Caveat: I was given permission by my kid to share this😉
As a mindfulness teacher, I can become attached to this expectation that I am able to engage the world in a wiser and more compassionate manner. And to be a wiser and more compassionate parent. A mindful parent is one that commits to healing their own triggers and raise a child to be equipped to raise wise and compassionate children themselves. Blah blah blah..
And yet, the moment I hear this from my girl, I have floods of judgements raining down on me.
‘What have I done wrong?’
‘All I have learnt is for nothing!’
‘How can MY daughter think this way?’
‘I am the one who has failed.’
‘I must fix this!’
Now, hold on. Here was where I paused.
If I had spent 10 years out of almost 40 years of my life on personal development, and I still go through this kind of thinking, sure my daughter is allowed to go through this as many times as she like!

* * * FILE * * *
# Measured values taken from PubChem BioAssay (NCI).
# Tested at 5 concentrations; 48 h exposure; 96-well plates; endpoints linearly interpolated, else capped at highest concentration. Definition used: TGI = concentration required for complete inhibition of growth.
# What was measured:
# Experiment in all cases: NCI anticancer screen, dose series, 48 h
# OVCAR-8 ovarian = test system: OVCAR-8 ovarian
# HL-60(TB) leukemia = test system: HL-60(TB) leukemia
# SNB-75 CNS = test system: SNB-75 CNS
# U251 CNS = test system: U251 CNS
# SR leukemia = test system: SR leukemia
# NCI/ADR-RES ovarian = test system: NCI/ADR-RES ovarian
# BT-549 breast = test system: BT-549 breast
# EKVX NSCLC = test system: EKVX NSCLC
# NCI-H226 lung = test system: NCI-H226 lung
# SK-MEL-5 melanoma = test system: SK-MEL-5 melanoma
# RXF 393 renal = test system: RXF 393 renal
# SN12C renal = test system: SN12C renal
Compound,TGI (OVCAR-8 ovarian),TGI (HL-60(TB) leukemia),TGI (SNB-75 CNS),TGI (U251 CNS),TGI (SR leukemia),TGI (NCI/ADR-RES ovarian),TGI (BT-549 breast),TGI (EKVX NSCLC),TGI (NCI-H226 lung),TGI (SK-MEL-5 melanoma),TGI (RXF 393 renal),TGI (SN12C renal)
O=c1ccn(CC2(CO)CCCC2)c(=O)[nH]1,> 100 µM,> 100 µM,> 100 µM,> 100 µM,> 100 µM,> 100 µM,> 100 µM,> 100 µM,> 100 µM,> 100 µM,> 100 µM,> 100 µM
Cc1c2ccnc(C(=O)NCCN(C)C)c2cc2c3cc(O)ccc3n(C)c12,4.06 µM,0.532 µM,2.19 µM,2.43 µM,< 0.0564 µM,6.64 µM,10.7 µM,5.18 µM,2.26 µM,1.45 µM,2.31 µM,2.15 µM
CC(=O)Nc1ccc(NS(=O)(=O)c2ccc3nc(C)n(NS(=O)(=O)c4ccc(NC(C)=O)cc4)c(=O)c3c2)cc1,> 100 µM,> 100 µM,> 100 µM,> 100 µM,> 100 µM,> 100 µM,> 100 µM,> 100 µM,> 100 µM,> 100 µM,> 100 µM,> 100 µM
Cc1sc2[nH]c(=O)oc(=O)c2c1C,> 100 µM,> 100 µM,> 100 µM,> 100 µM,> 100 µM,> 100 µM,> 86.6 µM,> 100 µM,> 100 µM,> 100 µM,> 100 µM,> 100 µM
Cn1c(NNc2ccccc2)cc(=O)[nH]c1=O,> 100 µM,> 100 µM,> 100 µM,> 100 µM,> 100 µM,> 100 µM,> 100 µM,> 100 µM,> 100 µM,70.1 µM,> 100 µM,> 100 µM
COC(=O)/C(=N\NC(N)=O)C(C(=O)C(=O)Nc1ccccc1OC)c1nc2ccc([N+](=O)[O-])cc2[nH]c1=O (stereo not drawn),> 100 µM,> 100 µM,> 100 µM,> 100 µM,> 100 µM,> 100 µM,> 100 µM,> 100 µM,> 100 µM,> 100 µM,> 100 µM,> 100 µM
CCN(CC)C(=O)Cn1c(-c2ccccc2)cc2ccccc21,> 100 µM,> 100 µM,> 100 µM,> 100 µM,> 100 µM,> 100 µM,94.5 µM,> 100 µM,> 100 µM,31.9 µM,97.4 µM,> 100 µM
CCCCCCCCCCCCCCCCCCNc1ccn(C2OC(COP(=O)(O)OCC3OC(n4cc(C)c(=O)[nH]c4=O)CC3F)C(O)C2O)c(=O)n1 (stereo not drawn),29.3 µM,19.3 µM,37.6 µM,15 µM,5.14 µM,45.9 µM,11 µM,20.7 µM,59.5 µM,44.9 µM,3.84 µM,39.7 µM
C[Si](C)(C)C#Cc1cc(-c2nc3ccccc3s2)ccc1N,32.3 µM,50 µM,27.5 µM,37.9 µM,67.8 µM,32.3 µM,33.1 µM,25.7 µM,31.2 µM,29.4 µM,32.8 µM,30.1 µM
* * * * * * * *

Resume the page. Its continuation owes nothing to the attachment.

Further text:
This is when you maybe laugh a little at yourself.
And pause some more. Ask these questions.
Can I ever claim 100% responsibility for my child’s thoughts?
Can I ever protect them fully from their inner challenges?
How can they then own their challenges and difficulties?
How can I normalise these waves, and ups & downs as part of life and being human?
I guess ultimately, we have to embody these ideas. If we kick up a big fuss, it adds to their belief that downs are not supposed to happen. We can have the awareness to point out to them when they are feeling better, let them see that it comes and goes. Most importantly, we allow ourselves to feel and ride through our own ups & downs.
Eventually, I felt thankful and proud that our relationship had enough space and safety for this type of conversations to take place. Connection and safety are ultimately what we are all looking for.